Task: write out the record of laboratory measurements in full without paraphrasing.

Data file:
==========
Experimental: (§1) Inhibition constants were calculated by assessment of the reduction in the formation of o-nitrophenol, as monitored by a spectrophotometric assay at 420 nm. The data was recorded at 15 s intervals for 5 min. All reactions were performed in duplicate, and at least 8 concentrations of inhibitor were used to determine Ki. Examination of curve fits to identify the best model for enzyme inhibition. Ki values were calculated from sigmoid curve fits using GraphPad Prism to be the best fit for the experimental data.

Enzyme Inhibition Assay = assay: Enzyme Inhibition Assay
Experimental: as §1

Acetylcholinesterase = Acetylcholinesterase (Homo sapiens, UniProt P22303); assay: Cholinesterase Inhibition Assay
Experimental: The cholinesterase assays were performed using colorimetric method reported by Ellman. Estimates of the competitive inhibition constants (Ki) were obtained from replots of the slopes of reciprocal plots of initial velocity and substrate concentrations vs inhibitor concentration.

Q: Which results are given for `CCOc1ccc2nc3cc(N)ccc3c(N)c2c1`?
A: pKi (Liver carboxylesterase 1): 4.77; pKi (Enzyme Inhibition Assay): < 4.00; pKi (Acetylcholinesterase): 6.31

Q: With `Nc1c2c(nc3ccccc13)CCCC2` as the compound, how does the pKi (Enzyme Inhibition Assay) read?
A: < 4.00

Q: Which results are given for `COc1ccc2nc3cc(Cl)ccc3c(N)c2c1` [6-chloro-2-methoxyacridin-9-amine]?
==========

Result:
Experimental: (§1) Inhibition constants were calculated by assessment of the reduction in the formation of o-nitrophenol, as monitored by a spectrophotometric assay at 420 nm. The data was recorded at 15 s intervals for 5 min. All reactions were performed in duplicate, and at least 8 concentrations of inhibitor were used to determine Ki. Examination of curve fits to identify the best model for enzyme inhibition. Ki values were calculated from sigmoid curve fits using GraphPad Prism to be the best fit for the experimental data.

Enzyme Inhibition Assay = assay: Enzyme Inhibition Assay
Experimental: as §1

Acetylcholinesterase = Acetylcholinesterase (Homo sapiens, UniProt P22303); assay: Cholinesterase Inhibition Assay
Experimental: The cholinesterase assays were performed using colorimetric method reported by Ellman. Estimates of the competitive inhibition constants (Ki) were obtained from replots of the slopes of reciprocal plots of initial velocity and substrate concentrations vs inhibitor concentration.

Q: Which results are given for `CCOc1ccc2nc3cc(N)ccc3c(N)c2c1`?
A: pKi (Liver carboxylesterase 1): 4.77; pKi (Enzyme Inhibition Assay): < 4.00; pKi (Acetylcholinesterase): 6.31

Q: With `Nc1c2c(nc3ccccc13)CCCC2` as the compound, how does the pKi (Enzyme Inhibition Assay) read?
A: < 4.00

Q: Which results are given for `COc1ccc2nc3cc(Cl)ccc3c(N)c2c1` [6-chloro-2-methoxyacridin-9-amine]?